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Should I Reaffirm My Mortgage Debt After Bankruptcy?

Written by Camille Puschautz on August 8, 2014 in Real Estate  |   6 comments

If you’ve found yourself in financial difficulty, you may be considering bankruptcy, which allows you to settle with your creditors in court. In a bankruptcy, you may be able reorganize your debts to make your payments more manageable—or even eliminate your debts completely. While a…

should-i-reaffirm-my-mortgage-debt-after-bankruptcyIf you’ve found yourself in financial difficulty, you may be considering bankruptcy, which allows you to settle with your creditors in court. In a bankruptcy, you may be able reorganize your debts to make your payments more manageable—or even eliminate your debts completely.

While a bankruptcy can help you get rid of your debt in general, you may want to recommit to the terms of your mortgage if you can afford to pay it and you want to keep the home. The promise to repay a mortgage after bankruptcy is known as reaffirming your mortgage debt, and whether you want to take this step depends on your circumstances and the type of bankruptcy for which you have filed.

What does it mean to reaffirm your mortgage debt after bankruptcy?

A reaffirmation agreement is a legal contract that states your promise to repay all or a portion of a debt from which you might have otherwise been released in a bankruptcy case. Reaffirming your mortgage debt means recommitting to the terms of the loan and promising to pay it. However, if you default or fail to pay the mortgage, you could still be subject to foreclosure.

“Bankruptcy has given you the right to discharge a debt and no longer have to repay it,” says Sam Tamkin, a Chicago-based real estate attorney, “If you are reaffirming that debt, you are agreeing to repay it.”

People usually opt for bankruptcy because they cannot afford to meet their financial obligations. If that’s the case for you, reaffirming a mortgage debt might undo the positive aspects of the bankruptcy, Tamkin cautions.

Why reaffirm your mortgage debt?

If you are current on your loan payments and able to meet future payments, reaffirming informs the lender that you intend to pay the mortgage. This allows you to keep your home during bankruptcy as long as you abide by the terms of the reaffirmation agreement and make the payments.

Reaffirming your mortgage ensures communication between you, the bank, and the credit reporting agencies, says Jennifer Brown of Fifth Third Bank.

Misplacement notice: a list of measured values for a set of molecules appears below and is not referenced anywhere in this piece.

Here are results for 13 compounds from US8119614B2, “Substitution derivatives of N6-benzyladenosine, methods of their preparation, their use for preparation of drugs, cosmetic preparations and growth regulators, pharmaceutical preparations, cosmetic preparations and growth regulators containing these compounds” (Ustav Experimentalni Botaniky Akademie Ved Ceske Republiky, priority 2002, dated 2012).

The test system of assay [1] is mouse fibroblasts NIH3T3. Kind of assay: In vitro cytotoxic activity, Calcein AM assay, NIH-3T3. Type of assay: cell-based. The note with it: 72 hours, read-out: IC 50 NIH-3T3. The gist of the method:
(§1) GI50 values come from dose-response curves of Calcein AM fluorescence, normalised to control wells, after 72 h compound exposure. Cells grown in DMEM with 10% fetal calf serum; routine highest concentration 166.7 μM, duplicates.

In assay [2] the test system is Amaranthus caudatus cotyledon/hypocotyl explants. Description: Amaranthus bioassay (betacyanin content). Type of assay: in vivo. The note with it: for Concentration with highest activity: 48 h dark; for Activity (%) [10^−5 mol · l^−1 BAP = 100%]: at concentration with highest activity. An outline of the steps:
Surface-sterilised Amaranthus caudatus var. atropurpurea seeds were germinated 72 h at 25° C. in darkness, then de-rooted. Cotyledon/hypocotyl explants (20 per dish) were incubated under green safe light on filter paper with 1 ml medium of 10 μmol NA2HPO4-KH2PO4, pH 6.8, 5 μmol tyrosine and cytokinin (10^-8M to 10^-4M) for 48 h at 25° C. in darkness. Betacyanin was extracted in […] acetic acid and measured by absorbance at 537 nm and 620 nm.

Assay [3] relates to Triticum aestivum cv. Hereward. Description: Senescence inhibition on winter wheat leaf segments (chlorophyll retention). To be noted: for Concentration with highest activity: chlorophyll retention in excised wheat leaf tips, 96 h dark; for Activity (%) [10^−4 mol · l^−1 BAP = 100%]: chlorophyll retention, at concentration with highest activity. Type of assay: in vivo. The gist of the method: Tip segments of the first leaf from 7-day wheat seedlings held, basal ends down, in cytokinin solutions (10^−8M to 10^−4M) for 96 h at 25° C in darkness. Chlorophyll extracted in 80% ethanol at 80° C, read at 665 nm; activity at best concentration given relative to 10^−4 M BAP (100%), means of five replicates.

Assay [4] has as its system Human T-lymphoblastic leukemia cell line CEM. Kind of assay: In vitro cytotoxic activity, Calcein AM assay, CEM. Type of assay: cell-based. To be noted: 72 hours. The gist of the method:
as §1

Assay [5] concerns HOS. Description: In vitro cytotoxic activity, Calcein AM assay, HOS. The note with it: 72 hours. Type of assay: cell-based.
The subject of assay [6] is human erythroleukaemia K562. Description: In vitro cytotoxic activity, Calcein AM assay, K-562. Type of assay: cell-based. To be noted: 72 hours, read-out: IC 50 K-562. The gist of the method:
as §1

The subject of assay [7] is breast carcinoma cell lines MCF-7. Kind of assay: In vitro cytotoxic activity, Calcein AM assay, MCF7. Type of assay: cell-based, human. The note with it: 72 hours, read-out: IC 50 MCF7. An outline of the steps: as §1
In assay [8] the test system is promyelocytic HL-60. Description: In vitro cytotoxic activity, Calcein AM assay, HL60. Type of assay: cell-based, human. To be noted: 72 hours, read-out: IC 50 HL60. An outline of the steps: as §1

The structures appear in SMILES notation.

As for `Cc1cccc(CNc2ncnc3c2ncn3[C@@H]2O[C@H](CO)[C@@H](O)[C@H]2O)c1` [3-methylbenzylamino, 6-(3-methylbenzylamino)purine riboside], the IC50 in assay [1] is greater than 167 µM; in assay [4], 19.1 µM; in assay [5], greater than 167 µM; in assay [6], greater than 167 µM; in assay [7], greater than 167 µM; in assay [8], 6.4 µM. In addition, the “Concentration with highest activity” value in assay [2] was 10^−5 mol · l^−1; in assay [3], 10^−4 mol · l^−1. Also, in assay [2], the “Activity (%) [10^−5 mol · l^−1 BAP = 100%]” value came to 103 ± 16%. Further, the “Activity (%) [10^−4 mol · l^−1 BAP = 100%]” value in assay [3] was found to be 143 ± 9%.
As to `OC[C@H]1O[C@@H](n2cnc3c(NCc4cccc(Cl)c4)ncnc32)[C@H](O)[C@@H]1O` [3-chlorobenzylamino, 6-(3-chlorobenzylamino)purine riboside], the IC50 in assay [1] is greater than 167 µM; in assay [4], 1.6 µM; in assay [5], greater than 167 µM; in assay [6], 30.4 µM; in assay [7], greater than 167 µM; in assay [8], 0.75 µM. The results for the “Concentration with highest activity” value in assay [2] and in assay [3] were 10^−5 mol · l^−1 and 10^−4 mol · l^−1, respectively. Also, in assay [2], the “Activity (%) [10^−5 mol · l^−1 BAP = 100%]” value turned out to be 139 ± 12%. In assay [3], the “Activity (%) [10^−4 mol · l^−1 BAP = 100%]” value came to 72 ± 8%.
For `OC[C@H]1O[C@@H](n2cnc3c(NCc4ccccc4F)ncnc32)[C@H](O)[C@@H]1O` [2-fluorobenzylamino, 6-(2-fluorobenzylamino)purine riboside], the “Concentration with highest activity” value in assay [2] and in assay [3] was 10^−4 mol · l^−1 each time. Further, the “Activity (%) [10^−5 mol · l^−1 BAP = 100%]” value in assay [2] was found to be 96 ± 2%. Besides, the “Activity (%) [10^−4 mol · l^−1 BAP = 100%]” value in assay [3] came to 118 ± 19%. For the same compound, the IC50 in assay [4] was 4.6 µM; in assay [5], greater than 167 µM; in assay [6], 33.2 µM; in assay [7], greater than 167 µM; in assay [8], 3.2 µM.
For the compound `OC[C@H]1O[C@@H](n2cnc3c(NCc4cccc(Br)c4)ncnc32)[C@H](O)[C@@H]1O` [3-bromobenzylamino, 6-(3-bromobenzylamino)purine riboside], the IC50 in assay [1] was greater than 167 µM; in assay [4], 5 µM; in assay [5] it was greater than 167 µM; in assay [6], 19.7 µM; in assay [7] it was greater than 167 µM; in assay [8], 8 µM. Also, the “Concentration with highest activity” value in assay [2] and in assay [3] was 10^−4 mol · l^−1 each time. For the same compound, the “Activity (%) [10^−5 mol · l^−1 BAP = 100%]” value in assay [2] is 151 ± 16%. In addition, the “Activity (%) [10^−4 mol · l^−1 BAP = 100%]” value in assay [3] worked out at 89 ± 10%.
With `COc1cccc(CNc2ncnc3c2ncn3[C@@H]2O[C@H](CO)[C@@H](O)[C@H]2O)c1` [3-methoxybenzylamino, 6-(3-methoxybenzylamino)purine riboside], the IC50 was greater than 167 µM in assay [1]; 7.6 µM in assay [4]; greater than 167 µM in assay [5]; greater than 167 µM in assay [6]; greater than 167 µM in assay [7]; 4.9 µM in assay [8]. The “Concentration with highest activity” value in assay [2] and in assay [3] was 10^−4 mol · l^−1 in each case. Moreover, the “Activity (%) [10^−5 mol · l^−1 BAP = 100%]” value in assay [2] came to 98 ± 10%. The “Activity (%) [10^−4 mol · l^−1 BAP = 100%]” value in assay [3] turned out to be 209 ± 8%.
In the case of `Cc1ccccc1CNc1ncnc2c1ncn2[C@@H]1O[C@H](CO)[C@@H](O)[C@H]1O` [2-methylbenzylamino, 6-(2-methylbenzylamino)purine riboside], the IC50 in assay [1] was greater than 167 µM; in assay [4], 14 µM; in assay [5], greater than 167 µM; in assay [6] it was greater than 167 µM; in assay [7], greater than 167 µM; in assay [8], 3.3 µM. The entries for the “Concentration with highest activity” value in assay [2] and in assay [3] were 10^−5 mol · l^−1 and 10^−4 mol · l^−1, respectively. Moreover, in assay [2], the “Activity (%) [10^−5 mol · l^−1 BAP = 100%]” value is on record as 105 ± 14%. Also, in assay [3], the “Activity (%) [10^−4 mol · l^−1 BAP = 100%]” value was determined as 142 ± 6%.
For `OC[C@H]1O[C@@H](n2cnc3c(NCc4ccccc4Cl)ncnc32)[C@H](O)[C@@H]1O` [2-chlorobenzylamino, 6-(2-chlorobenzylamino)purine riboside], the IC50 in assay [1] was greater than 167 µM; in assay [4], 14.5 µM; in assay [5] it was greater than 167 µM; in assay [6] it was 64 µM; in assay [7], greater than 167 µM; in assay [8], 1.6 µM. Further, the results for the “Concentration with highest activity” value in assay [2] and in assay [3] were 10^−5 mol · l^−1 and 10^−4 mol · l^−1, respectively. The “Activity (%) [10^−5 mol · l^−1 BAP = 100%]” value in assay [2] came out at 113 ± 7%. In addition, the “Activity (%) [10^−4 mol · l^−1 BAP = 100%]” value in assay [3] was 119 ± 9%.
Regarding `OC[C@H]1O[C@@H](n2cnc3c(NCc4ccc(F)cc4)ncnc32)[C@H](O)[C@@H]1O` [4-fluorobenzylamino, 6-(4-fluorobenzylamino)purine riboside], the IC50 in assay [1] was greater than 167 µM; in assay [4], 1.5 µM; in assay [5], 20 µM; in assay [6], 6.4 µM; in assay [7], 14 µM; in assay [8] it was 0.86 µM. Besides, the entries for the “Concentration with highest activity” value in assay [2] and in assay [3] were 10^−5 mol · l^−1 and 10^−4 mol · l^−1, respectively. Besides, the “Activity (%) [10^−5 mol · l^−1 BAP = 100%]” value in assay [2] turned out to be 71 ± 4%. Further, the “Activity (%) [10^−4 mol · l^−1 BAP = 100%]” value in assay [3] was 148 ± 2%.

“When you reaffirm, it’s going to alert the credit bureaus that you’re going through a bankruptcy so it looks like you’re paying your mortgage and shows that you have a history of making payments,” Brown explains.

Some lenders require borrowers to reaffirm their mortgage in order to have future payments recorded on their credit report.

“In the lending world, we want to see it’s been reported to the credit bureaus,” Brown says.

Those who do not reaffirm their mortgage debt but who still continue to make payments may find that their payments do not show up on their credit report. “If you don’t notify the lenders that you want to reaffirm, [those lenders] won’t alert the credit bureaus that you’ve been making payments on time,” Brown says.

Reaffirmation may also give you an opportunity to negotiate new terms with your lender in order to reduce your payments, your interest rate, or the total amount you owe.

How do you know whether or not you should reaffirm?

Each situation differs based on your payment history and your ability to pay in the future. If you are able to keep your mortgage debt, reaffirming may help ensure that the mortgage lender will report your payment activity to the credit reporting bureaus.

(Read more: What to Know When Filing for Bankruptcy)

On the other hand, if financial difficulties prevent you from making this commitment and you want to be released from your mortgage in bankruptcy, you should not sign a reaffirmation agreement. Reaffirmation leaves you personally liable for the debt, and you can’t walk away from it after bankruptcy.

“If the lender is foreclosing on your property, there is no need to reaffirm because the lender is going to take the property,” Tamkin says. Additionally, if you are delinquent on your payments, your mortgage lender simply may not allow you to reaffirm your mortgage debt.